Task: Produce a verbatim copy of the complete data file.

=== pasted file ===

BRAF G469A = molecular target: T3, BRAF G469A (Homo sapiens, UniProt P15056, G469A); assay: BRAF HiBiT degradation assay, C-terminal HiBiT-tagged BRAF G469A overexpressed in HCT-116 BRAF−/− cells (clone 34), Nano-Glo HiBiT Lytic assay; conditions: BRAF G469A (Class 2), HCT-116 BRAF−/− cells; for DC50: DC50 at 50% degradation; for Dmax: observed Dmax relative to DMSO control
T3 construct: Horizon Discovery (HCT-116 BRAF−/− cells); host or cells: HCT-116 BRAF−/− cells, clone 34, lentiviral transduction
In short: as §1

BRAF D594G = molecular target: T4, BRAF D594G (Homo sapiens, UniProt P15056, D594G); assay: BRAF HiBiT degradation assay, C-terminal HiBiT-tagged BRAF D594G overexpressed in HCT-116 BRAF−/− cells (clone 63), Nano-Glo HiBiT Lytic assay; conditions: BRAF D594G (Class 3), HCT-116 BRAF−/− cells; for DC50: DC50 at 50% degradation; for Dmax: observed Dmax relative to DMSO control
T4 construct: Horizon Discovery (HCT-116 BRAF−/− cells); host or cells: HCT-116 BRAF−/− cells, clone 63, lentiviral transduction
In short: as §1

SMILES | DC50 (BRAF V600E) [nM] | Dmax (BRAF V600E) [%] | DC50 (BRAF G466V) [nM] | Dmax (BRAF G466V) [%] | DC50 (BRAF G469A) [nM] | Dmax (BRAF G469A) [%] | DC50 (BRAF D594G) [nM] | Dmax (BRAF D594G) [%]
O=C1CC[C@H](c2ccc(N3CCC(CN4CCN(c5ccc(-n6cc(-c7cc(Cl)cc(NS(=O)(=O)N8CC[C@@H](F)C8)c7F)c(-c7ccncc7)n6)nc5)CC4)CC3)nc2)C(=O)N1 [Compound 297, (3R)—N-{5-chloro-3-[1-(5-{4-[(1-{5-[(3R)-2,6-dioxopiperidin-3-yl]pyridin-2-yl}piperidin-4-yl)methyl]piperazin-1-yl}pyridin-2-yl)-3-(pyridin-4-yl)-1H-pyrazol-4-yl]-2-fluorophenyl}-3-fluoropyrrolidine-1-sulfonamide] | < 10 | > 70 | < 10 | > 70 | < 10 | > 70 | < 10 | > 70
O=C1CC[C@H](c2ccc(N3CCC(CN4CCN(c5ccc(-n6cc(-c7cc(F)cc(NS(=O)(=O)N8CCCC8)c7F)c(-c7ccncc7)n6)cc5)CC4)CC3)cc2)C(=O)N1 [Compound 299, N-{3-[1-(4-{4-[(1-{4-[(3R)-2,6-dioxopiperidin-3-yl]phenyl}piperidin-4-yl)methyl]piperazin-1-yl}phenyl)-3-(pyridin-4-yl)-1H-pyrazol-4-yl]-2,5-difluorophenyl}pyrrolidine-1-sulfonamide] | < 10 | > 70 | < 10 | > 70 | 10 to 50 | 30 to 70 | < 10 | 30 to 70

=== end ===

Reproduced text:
BRAF G469A = molecular target: T3, BRAF G469A (Homo sapiens, UniProt P15056, G469A); assay: BRAF HiBiT degradation assay, C-terminal HiBiT-tagged BRAF G469A overexpressed in HCT-116 BRAF−/− cells (clone 34), Nano-Glo HiBiT Lytic assay; conditions: BRAF G469A (Class 2), HCT-116 BRAF−/− cells; for DC50: DC50 at 50% degradation; for Dmax: observed Dmax relative to DMSO control
T3 construct: Horizon Discovery (HCT-116 BRAF−/− cells); host or cells: HCT-116 BRAF−/− cells, clone 34, lentiviral transduction
In short: as §1

BRAF D594G = molecular target: T4, BRAF D594G (Homo sapiens, UniProt P15056, D594G); assay: BRAF HiBiT degradation assay, C-terminal HiBiT-tagged BRAF D594G overexpressed in HCT-116 BRAF−/− cells (clone 63), Nano-Glo HiBiT Lytic assay; conditions: BRAF D594G (Class 3), HCT-116 BRAF−/− cells; for DC50: DC50 at 50% degradation; for Dmax: observed Dmax relative to DMSO control
T4 construct: Horizon Discovery (HCT-116 BRAF−/− cells); host or cells: HCT-116 BRAF−/− cells, clone 63, lentiviral transduction
In short: as §1

SMILES | DC50 (BRAF V600E) [nM] | Dmax (BRAF V600E) [%] | DC50 (BRAF G466V) [nM] | Dmax (BRAF G466V) [%] | DC50 (BRAF G469A) [nM] | Dmax (BRAF G469A) [%] | DC50 (BRAF D594G) [nM] | Dmax (BRAF D594G) [%]
O=C1CC[C@H](c2ccc(N3CCC(CN4CCN(c5ccc(-n6cc(-c7cc(Cl)cc(NS(=O)(=O)N8CC[C@@H](F)C8)c7F)c(-c7ccncc7)n6)nc5)CC4)CC3)nc2)C(=O)N1 [Compound 297, (3R)—N-{5-chloro-3-[1-(5-{4-[(1-{5-[(3R)-2,6-dioxopiperidin-3-yl]pyridin-2-yl}piperidin-4-yl)methyl]piperazin-1-yl}pyridin-2-yl)-3-(pyridin-4-yl)-1H-pyrazol-4-yl]-2-fluorophenyl}-3-fluoropyrrolidine-1-sulfonamide] | < 10 | > 70 | < 10 | > 70 | < 10 | > 70 | < 10 | > 70
O=C1CC[C@H](c2ccc(N3CCC(CN4CCN(c5ccc(-n6cc(-c7cc(F)cc(NS(=O)(=O)N8CCCC8)c7F)c(-c7ccncc7)n6)cc5)CC4)CC3)cc2)C(=O)N1 [Compound 299, N-{3-[1-(4-{4-[(1-{4-[(3R)-2,6-dioxopiperidin-3-yl]phenyl}piperidin-4-yl)methyl]piperazin-1-yl}phenyl)-3-(pyridin-4-yl)-1H-pyrazol-4-yl]-2,5-difluorophenyl}pyrrolidine-1-sulfonamide] | < 10 | > 70 | < 10 | > 70 | 10 to 50 | 30 to 70 | < 10 | 30 to 70